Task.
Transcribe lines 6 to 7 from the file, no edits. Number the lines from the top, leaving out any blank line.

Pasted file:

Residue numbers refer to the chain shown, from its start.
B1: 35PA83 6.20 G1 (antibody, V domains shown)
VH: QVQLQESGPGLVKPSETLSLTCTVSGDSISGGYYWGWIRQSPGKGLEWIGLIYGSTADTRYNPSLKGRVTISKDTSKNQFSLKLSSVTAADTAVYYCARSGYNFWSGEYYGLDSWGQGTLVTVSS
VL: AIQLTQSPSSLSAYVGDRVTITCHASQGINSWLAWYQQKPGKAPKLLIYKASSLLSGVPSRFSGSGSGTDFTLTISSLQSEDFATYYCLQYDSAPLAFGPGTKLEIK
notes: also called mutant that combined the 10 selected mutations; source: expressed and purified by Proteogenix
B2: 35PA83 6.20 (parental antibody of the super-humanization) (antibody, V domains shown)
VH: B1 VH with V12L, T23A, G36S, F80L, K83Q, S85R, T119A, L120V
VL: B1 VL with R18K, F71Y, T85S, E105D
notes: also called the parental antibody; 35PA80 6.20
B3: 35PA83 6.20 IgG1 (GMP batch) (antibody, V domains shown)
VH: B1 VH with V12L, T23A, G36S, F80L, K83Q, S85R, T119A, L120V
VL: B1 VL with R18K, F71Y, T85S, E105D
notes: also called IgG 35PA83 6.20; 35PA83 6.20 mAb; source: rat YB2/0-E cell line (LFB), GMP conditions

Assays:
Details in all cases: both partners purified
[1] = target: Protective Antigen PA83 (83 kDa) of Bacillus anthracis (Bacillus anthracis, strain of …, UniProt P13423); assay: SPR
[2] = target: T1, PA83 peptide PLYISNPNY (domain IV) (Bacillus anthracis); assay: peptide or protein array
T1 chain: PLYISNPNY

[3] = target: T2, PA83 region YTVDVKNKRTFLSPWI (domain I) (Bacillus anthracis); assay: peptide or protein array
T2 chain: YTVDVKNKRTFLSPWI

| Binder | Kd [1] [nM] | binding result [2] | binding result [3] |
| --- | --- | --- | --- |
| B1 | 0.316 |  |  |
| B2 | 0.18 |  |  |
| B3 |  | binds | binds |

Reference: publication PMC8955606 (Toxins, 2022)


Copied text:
B2: 35PA83 6.20 (parental antibody of the super-humanization) (antibody, V domains shown)
VH: B1 VH with V12L, T23A, G36S, F80L, K83Q, S85R, T119A, L120V